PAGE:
Iilan was in sight and it was as pretty as ever. We made it into the city by 4:00pm and had our bikes loaded up within the hour.

It was as perfect a trip as you can find. I was honored to do one last big ride with a great friend.

This also makes for a great post before I take the show on the road to ride a little in the United States.

Vacation starts here!



  1. Hi Andrew,

    Brilliant post and some great pictures. I wanted to do that ride before I wrecked my knee but now reading your post I know I will need to go up a few levels of fitness :).

    Good information and I think if I ever do try this I will do what you did and stop first in Tian Xiang.

    Was wondering if you find riding with a backpack uncomfortable? I have long resisted changing to a road bike because I have been told I cannot put racks on the road bike to carry panniers and I think riding with a backpack is super uncomfortable and I think I would just overheat.

    Anyway, looks like a wonderful ride and certainly something to train and aim for. Will try to do this one before the year is out.

    Thanks for the post, the info and the pictures. It was a great read. Oh, and enjoy your trip to the states :).


    1. We have this Streamliner rack for our road bikes. No need for threaded holes in the frame, it fixes on the break pivot and the wheel axle, with an offset off the wheel to leave more foot clearance. Bought in Taipei, can't remember what I paid, though.

      Great and inspiring post. Time for us to get back on our bikes, I think.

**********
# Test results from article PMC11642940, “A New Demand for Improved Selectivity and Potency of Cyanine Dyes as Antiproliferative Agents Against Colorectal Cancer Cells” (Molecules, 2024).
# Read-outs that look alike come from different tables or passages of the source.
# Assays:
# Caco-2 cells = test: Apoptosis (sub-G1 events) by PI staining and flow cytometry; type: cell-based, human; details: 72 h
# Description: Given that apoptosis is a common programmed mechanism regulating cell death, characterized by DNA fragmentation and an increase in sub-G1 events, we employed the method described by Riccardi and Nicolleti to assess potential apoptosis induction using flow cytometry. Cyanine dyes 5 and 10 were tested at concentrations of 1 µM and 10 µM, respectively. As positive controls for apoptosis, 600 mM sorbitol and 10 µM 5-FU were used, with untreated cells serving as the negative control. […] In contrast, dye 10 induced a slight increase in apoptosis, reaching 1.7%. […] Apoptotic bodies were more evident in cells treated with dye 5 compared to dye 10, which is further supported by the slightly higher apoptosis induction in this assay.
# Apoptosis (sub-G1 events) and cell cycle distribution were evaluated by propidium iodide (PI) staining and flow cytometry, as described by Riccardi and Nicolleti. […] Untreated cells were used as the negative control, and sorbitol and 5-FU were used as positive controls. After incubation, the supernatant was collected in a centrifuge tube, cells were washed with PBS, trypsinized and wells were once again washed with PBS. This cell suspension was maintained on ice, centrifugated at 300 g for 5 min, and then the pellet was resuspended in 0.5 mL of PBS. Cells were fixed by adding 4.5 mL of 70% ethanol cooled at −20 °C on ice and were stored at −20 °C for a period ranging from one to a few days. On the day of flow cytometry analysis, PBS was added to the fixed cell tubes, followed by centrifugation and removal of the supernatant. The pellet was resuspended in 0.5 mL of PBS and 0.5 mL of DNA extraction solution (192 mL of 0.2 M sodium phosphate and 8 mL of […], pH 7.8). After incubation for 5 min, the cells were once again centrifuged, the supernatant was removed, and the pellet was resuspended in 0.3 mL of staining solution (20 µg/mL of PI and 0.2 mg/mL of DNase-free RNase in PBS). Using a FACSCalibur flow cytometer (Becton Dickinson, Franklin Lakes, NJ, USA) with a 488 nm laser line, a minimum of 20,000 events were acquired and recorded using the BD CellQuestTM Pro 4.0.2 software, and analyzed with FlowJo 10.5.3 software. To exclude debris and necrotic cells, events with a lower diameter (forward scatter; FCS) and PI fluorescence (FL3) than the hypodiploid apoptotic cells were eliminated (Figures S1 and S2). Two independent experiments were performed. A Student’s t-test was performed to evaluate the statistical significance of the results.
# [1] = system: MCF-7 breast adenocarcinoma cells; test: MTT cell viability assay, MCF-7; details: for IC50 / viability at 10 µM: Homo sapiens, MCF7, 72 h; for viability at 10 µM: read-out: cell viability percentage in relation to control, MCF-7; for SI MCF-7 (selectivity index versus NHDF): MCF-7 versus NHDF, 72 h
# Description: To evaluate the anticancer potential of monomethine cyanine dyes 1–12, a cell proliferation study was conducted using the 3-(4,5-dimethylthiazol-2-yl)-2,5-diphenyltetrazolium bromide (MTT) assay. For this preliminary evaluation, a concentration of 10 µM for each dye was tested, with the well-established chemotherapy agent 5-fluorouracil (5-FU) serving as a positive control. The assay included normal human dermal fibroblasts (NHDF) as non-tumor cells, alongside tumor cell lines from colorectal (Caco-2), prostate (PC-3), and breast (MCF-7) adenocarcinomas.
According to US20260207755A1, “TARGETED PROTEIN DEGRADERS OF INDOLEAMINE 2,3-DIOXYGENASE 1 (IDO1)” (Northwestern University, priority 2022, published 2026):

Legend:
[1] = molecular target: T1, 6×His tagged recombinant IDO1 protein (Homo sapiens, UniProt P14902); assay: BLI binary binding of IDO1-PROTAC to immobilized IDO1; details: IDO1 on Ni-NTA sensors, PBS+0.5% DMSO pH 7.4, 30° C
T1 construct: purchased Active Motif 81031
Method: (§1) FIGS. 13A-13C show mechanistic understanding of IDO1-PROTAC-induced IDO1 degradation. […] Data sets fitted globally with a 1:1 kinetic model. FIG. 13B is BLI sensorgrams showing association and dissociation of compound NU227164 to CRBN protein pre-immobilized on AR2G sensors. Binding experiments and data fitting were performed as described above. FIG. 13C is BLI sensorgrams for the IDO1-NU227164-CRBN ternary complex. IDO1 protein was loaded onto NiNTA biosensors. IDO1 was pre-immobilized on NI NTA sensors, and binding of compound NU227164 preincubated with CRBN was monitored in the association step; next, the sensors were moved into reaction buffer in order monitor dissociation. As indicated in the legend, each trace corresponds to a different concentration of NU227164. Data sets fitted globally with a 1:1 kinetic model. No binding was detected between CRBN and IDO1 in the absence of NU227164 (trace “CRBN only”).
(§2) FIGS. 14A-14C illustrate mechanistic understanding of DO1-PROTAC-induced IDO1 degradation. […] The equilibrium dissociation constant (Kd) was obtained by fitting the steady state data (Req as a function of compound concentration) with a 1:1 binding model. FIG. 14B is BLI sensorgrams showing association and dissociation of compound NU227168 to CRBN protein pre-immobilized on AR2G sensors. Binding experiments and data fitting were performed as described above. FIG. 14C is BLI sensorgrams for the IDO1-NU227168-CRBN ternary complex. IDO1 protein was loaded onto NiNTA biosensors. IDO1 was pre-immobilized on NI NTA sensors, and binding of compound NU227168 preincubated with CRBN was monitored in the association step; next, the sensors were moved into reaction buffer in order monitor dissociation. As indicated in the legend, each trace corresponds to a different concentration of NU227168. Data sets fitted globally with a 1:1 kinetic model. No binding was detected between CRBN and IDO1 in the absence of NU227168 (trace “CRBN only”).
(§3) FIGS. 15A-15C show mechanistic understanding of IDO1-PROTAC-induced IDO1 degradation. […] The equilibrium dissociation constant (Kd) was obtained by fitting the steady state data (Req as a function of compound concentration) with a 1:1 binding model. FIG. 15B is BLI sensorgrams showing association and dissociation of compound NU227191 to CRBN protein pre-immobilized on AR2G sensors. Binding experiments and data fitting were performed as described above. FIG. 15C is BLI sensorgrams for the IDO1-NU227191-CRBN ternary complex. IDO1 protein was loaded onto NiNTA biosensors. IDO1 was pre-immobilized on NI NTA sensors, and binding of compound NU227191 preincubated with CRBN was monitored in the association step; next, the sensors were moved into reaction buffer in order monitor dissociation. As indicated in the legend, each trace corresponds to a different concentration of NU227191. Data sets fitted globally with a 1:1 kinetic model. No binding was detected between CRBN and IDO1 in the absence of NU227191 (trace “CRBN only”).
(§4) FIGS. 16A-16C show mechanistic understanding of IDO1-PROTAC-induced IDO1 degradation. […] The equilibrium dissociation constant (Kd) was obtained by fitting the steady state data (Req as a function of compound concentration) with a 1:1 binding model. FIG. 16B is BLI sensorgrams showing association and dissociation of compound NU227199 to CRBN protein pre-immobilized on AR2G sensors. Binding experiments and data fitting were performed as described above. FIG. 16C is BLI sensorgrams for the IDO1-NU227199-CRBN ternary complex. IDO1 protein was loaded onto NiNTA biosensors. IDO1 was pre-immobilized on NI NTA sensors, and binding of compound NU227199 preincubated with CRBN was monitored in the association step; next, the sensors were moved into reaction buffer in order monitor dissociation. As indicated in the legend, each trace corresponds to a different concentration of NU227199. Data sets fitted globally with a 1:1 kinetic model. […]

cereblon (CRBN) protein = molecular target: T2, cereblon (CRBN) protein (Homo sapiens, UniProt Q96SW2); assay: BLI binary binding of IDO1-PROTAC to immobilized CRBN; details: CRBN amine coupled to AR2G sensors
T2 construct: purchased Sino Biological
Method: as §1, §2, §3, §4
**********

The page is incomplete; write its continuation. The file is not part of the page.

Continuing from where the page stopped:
2. Paul,

    The back pack, if light, can be ok for a few hours. It starts to put pressure on the sit bones. I would have rather hung the weight off the frame. Still, there are plenty of road frames with eyelets for racks. There is just a strange shortage if them in Taiwan. It was a pretty hard ride. I can't imagine going up from the iilan side. When you can... Do it.

  3. Epic post. I greatly enjoyed reading this post and seeing all your amazing pictures. Very inspiring! Now I know I MUST do this ride someday. Thank you Andrew.

    Surly Mike

  4. Drew,
    The views in the gorge were better than most that I have seen. Awesome pics and trip and as usual, you make it look easy.

  5. Wonderful coverage of a wonderful ride. Thank you for your efforts. Is iilan near/same as Ylan?

  6. The same. I can never remember which spelling system they are using these days.

  7. A memorable ride and scenery. (I'm sure you remember certain type of breathing at different key points of the climbs... that's really remembering a ride...).

    Wishing tailwinds, strength and stamina for journeys in life ahead. Is baby at all in the bike trailer?

  8. Hi Andrew,
    Another inspiring post! Great pix. I'm still trying to wrangle enough vacation time to come ride with you again.
    Patrick in San Francisco

  9. Years ago, a friend biked from Tataka to Shuili (the Xinzhongheng). He came back saying: "It's not a descent - it's a religious experience!"

    Great photos!

  10. Thanks for sharing the information. Its very difficult to travel when you have muscle pain in your leg.